Intivation has declared 2009 a breakthrough year and the solar power mobile phone technology giant is not about to rest on its laurels.
Paul Naastepad, chief executive officer of Intivation, says GSM Association award the Netherlands based company won early this year is clear testimony that they are moving in the right direction in technology advancement.
“Intivation today is the biggest supplier of solar power conversion chip technology used in mobile phones in the world.
“What we believe is more important though – that since we won the GSM Association’s Major Innovation Award in early 2009, the whole industry seems to be more and more interested in the idea of using solar powered phones to enable people living in electricity grid deprived areas make telephone calls now!
“The year 2009 is definitely the breakthrough for our SunBoost technology, as it is currently deployed in solar phones made by ZTE and Commtiva,” said Naastepad.
He believes the world has wasted no time in embracing their products, born out of proprietary technology which enables the development of highly efficient and reliable solar powered handsets, chargers and battery packs.
“In less than six months after we launched, solar phones ‘with Intivation inside’ are now sold in eight countries by 10 operators already, both in Africa and Latin America.
“The Commtiva phone is aimed largely at the more data intensive users as it operates in GPRS, while the ZTE phone caters for the buyers seeking the lowest price,” he said.
Naastepad was clear about the advantages of the solar powered phones in a world with millions of people without access to electricity, especially in rural areas.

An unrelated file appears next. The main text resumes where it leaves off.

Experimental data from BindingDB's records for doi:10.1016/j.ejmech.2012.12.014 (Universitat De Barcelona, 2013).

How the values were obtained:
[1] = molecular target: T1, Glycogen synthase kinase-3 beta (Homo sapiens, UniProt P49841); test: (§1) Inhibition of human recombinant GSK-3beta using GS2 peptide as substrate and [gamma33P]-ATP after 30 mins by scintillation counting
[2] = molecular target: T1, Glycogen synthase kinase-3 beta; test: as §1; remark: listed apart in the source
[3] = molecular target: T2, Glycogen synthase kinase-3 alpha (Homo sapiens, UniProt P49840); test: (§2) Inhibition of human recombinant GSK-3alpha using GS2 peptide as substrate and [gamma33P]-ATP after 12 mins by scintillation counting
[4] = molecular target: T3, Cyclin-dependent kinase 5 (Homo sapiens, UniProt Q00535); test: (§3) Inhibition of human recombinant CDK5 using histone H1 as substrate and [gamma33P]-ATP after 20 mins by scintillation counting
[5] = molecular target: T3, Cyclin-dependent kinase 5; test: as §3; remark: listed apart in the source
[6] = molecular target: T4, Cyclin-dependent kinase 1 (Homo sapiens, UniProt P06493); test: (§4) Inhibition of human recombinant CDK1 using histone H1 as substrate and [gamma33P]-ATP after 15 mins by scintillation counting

“Intivation’s SunBoost technology ensures that phone batteries are charged much faster than with any other solar technology.
“Phones with our technology also charge the battery in fully cloudy conditions, in which case others would not charge at all.
“In the future, many more devices will be brought to the market in Africa and beyond, some of which are high performance universal chargers that can be used with any existing phone,” he said.
Intivations’ target market, says Naastepad, is easy to identify.
“First of all it’s people living in areas without electricity, unreliable electricity or who cannot afford the electricity charges.
“And when you know that there are 1.6 billion people in the world who do not have electricity, 640 million of whom do have GSM coverage, that is quite a lot.
“Secondly, environmentally conscious people who want to take their responsibility for CO2 emission reduction.
“And thirdly, all those people who simply enjoy the comfort of a phone that never runs out of power,” he said.
Naastepad said the solar phones had made a huge impact on people.
“It brings communication to them, enabling both better trade and social welfare,” he noted.
Environmentalists, says Naastepad, have warmly received the new technology.
“Even in places where we did not expect the ‘green’ feature of solar phones to matter that much, we are surprised by how much attention the environmentalists are giving this issue.
“Of course, with a solar phone you never produce any CO2 anymore since you are using the sun to charge your phone. And the sun is even free of charge,” he said.
The Intivation CEO said they were looking forward to 2010 FIFA World Cup in South Africa, which he said would be a perfect platform to market their products where around 500 000 visitors from all over the world are expected to converge.
“We will continue to develop our technology to enable solar phones charge yet faster, become smaller and cheaper so that more people can benefit from our invention,” promised Naastepad.
Intivation was founded in 2003 as True Solar Autonomy, after inventor Anne Osinga found a new way to boost output voltages.